Eva Zar’s Girls: Meet Creative Chameleon and Style Muse, Dylan the Gypsy

Dylan shot on a Lomography Instant Wide Polaroid Camera

Welcome to ‘Eva Zar’s Girls’, our new series where NYC-based artist and photographer Eva Zar shoots her creative wunderkind girlfriends and we do a little Q&A with them. Today, meet Dylan the Gypsy: an NYC-based DJ mixing everything from rowdy rap to smouldering r&b, distilled into mixes appropriately titled things like ‘DICK APPOINTMENT’ and ‘PUSSY POWER’. A regular in NYC’s underground club scene, she’s also an aspiring actress—and, most relevant to your Instagram addiction, a total stylistic powerhouse and probably your next style muse. Like a chameleon, she alternates between 20th century fashion ‘moments’ and iconic looks from decades past with bulletproof precision, but adds a slick contemporary attitude to keep it all uniquely hers.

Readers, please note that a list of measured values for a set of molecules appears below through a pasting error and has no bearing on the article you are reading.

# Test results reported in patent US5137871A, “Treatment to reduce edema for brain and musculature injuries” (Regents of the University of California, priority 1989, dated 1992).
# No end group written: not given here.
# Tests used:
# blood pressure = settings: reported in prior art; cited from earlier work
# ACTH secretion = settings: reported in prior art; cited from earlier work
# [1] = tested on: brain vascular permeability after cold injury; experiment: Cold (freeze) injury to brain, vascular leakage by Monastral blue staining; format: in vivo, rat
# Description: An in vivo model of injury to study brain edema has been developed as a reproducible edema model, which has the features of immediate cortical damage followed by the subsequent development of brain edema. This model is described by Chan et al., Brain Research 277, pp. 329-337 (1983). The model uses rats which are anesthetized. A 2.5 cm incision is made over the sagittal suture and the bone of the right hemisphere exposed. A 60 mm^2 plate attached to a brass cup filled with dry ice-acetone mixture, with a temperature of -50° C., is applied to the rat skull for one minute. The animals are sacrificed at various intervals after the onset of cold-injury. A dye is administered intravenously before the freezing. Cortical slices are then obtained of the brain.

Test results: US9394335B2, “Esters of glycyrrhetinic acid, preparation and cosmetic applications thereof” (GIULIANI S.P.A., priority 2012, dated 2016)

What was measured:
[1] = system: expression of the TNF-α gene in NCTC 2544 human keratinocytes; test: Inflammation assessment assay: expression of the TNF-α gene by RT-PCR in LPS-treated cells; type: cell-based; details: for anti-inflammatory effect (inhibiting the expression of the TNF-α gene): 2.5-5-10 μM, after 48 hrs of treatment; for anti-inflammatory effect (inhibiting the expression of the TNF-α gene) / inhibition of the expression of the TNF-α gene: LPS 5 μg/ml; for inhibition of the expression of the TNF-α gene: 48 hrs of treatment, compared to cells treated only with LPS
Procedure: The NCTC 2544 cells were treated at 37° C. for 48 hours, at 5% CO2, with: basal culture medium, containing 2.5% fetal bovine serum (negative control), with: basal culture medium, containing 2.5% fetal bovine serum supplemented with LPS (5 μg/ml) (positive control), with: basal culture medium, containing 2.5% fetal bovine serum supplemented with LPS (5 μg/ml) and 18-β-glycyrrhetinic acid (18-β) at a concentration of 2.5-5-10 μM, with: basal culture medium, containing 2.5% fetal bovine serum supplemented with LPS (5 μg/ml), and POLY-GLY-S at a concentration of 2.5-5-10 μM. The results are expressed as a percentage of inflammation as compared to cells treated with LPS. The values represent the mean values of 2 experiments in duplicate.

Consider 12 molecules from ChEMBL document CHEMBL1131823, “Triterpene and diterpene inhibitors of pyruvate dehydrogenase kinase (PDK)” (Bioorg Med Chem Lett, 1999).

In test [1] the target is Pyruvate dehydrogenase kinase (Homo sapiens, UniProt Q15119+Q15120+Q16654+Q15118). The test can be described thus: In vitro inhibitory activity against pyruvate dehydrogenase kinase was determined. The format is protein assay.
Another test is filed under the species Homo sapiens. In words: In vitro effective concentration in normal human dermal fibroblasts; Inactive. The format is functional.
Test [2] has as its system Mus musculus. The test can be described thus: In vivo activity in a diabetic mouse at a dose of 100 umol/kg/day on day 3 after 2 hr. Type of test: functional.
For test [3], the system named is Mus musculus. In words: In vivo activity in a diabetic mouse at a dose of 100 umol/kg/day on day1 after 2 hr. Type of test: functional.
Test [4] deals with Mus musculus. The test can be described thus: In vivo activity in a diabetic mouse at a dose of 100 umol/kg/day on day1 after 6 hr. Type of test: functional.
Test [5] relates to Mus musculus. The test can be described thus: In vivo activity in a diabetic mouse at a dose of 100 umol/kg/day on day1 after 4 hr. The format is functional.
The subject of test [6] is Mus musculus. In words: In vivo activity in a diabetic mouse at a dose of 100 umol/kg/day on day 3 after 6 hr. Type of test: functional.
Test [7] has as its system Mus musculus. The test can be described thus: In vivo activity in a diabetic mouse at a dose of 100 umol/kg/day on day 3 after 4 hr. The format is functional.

A few weeks ago, Eva did a shoot with Dylan full of nostalgic cool and spring vibes, and we talked to Dylan about NYC, stage fright and community. Enjoy.

GIRLS ARE AWESOME: Hey, Dylan. Please Introduce yourself.

Dylan the Gypsy: I am a 21 year old actress and DJ from the suburbs of Washington, DC.

What’s the relationship like between acting and DJing?

I use my acting training a lot to DJ. Relaxation helps me stay focused, improvisation helps me feed off of the crowd and make decisions on the spot, and my ability to tell a story allows me to explore deeper when transitioning from genre to genre in a set or mix.

What attracted you to DJing and acting in the first place?